School of Ocean and Earth Science and Technology Contribution Number 8928 and International Pacific Research Center Contribution Number 981.

Corresponding author address: Dr. Tangdong Qu, International Pacific Research Center, SOEST, University of Hawaii at Manoa, 1680 East-West Road, Honolulu, HI 96822. E-mail: tangdong@hawaii.edu

Abstract

Sporadic in situ observations have shown evidence that subthermocline eddies exist off the Mindanao coast. These subthermocline eddies are believed to play an important role in the heat, freshwater, and other ocean property transports of the region, but their characteristics and in particular their pathway and source of energy are poorly explored because of the lack of long-term observations. Analysis of results from an eddy-resolving general ocean circulation model has revealed that most subthermocline eddies off the Mindanao coast originate from the equatorial South Pacific Ocean to the west of the Ninigo Group. These eddies propagate northward along the New Guinea coast, cross the equator in the far western Pacific, and reach the Mindanao coast at a typical propagation speed of ~0.12 m s−1. The dominant time scales of these eddies range between 50 and 60 days.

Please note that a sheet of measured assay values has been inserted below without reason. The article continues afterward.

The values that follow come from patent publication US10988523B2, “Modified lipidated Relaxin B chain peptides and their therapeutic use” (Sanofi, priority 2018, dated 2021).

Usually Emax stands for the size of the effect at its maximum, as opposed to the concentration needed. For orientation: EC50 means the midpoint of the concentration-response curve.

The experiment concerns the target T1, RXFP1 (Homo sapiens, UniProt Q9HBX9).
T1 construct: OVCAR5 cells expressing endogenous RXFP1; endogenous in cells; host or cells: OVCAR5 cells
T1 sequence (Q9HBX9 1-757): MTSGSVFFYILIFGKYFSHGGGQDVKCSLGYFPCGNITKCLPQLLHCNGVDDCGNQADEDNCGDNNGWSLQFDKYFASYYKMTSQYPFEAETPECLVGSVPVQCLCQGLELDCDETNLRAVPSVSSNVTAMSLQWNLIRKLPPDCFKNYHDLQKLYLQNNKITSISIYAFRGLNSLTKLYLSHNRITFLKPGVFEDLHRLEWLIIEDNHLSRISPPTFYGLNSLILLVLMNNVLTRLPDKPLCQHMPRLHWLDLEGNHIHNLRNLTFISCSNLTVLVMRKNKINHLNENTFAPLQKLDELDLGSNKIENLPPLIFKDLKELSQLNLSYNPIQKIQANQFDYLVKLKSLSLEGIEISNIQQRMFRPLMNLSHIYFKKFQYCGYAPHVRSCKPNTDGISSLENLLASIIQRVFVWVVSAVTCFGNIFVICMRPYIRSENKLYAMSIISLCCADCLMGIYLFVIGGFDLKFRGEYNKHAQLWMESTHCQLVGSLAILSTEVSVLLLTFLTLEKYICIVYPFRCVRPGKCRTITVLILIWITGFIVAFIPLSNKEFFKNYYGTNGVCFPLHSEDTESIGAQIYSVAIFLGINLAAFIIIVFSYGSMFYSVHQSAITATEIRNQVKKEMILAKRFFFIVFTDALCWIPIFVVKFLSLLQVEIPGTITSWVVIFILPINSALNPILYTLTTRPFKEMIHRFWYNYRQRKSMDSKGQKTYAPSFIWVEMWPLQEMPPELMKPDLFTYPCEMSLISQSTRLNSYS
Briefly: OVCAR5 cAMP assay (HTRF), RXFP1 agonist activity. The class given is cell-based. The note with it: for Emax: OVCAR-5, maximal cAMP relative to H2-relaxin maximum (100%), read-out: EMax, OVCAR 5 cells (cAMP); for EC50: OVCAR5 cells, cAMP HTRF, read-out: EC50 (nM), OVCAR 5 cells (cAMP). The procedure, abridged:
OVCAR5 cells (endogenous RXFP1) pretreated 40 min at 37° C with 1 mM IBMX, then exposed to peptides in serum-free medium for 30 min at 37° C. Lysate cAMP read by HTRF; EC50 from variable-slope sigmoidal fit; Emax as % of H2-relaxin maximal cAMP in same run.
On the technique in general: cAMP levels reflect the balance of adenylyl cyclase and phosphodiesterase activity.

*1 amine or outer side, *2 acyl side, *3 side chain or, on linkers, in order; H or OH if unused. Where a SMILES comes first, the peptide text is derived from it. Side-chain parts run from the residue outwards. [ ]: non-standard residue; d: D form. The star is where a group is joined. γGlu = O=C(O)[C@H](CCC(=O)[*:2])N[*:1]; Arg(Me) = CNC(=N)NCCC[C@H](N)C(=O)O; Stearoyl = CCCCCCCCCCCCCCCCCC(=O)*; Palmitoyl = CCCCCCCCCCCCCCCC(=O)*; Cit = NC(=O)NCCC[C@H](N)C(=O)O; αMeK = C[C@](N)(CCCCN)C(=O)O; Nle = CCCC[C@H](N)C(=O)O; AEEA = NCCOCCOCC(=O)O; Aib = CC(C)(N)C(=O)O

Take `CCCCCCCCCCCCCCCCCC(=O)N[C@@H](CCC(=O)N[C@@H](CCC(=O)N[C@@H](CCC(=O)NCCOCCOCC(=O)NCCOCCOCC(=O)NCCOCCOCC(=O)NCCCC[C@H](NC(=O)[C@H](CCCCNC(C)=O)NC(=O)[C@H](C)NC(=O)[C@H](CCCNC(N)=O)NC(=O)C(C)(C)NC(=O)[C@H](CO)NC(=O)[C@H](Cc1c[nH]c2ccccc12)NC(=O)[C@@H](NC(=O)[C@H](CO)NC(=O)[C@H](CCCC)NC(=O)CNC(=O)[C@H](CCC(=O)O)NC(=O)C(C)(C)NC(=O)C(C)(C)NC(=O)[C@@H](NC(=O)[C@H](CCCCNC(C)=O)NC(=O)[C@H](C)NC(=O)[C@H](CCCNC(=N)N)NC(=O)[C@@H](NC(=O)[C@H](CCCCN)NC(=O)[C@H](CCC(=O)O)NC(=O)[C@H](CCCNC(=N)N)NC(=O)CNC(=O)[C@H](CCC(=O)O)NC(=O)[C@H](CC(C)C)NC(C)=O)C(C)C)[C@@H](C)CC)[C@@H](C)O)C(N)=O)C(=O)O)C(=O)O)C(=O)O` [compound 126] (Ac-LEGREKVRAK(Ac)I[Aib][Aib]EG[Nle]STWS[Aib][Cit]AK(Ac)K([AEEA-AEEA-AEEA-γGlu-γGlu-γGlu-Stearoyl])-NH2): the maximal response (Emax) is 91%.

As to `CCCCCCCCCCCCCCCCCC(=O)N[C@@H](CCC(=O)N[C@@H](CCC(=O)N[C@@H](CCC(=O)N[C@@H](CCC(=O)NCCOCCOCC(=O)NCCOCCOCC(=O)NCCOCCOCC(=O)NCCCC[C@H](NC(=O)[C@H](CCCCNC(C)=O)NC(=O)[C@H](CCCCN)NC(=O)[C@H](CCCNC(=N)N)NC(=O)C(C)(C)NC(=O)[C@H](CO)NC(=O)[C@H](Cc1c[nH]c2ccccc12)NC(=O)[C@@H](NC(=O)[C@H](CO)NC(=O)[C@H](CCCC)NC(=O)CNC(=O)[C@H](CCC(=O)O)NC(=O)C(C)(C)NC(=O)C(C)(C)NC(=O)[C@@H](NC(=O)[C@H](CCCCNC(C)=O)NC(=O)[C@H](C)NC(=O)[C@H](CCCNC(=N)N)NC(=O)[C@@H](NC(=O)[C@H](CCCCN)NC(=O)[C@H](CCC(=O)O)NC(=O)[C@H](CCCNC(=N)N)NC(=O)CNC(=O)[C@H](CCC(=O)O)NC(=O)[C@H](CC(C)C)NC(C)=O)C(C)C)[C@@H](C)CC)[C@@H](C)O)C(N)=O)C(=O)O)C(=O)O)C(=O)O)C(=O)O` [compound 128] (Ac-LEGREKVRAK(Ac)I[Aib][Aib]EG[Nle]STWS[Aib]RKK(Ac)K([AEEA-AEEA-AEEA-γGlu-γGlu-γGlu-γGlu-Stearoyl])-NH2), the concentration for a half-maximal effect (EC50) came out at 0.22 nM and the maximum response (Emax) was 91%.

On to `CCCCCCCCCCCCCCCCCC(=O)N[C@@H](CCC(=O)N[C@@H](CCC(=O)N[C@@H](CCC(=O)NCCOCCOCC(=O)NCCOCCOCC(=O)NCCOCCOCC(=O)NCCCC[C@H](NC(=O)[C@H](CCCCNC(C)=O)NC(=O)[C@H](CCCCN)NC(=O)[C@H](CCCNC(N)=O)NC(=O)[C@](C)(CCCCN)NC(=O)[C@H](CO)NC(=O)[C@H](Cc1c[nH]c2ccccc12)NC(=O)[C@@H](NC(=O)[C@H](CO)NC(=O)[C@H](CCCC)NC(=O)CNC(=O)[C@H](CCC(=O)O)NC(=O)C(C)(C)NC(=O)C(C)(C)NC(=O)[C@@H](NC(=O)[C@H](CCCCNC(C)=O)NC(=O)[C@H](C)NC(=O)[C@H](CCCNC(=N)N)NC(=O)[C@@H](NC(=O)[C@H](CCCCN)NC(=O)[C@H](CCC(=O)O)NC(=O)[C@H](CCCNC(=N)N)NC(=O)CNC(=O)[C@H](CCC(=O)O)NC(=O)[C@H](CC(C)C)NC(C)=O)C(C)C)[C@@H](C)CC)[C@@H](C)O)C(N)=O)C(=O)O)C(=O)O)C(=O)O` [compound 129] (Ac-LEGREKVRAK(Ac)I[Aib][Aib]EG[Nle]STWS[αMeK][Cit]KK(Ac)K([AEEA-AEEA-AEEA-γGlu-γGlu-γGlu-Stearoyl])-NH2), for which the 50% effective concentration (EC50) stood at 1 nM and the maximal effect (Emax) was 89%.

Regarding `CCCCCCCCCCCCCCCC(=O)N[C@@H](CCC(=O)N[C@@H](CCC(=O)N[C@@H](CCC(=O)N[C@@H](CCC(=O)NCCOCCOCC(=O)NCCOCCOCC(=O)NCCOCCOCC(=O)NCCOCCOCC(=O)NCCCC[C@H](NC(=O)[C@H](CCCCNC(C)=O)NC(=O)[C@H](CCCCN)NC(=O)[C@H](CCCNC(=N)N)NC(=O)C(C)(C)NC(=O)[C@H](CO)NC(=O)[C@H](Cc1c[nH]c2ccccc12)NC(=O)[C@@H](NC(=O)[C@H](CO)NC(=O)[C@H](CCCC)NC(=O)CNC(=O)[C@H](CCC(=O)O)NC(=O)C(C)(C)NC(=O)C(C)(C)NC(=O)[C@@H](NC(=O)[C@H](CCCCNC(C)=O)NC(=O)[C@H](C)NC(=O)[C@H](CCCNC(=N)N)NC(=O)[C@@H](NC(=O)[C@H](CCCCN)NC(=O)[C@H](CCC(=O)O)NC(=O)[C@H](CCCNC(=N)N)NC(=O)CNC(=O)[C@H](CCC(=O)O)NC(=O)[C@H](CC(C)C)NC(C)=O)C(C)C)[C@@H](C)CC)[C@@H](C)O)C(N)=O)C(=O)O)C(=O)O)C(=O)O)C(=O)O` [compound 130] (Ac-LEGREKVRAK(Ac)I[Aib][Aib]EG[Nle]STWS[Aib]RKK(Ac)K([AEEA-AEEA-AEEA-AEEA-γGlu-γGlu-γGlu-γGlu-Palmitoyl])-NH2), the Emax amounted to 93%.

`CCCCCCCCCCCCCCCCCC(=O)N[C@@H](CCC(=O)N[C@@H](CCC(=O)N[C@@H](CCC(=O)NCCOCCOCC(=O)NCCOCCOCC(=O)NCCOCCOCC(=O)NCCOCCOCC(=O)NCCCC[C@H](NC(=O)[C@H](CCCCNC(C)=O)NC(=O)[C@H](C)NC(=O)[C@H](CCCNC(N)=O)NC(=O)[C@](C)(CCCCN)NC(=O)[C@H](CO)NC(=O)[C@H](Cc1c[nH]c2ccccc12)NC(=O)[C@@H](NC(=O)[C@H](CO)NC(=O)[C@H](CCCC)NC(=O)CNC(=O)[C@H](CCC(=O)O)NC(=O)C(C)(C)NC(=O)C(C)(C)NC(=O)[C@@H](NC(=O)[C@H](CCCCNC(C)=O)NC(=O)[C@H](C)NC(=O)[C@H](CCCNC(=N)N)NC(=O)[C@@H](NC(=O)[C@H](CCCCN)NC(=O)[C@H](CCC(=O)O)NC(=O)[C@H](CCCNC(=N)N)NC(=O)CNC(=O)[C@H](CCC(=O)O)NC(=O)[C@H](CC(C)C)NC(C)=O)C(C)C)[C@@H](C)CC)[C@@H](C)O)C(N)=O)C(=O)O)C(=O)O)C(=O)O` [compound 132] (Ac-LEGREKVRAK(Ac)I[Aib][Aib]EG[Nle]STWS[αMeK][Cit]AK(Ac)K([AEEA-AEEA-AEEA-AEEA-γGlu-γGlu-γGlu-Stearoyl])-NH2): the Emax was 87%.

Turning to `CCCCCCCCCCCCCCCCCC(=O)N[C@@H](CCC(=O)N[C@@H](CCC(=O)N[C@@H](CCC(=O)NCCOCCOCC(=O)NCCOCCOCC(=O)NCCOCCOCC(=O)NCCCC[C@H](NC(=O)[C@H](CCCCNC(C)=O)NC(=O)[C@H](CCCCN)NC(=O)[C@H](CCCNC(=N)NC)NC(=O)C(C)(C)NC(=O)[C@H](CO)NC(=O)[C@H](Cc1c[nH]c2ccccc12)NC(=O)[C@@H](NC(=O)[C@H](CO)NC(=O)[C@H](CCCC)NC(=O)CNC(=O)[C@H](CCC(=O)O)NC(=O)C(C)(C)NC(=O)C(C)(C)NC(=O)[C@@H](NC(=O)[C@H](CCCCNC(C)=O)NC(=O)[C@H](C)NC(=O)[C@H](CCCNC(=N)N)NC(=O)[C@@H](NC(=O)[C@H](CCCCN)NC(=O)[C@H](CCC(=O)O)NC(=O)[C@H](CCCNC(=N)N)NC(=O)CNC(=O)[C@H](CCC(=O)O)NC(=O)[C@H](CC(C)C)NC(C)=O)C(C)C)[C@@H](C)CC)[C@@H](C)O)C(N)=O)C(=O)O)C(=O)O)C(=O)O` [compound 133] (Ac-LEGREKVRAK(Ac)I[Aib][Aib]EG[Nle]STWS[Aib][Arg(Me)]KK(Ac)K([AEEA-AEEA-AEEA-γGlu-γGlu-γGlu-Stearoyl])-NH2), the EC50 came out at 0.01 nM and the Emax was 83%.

School of Ocean and Earth Science and Technology Contribution Number 8928 and International Pacific Research Center Contribution Number 981.

Corresponding author address: Dr. Tangdong Qu, International Pacific Research Center, SOEST, University of Hawaii at Manoa, 1680 East-West Road, Honolulu, HI 96822. E-mail: tangdong@hawaii.edu

1. Introduction

Subthermocline eddies have been observed in many parts of the global ocean, including those in the Mediterranean outflow (e.g., Richardson et al. 2000), in the Red Sea outflow (e.g., Shapiro and Meschanov 1991), in the California Undercurrent (e.g., Simpson and Lynn 1990), and in the Peru–Chile Undercurrent (e.g., Johnson and McTaggart 2010). These subthermocline eddies are largely invisible at the sea surface, but they may significantly affect the heat, freshwater, and other property transports in the ocean. Great interest in subthermocline eddies has been aroused because of their potentially important role in climate variability.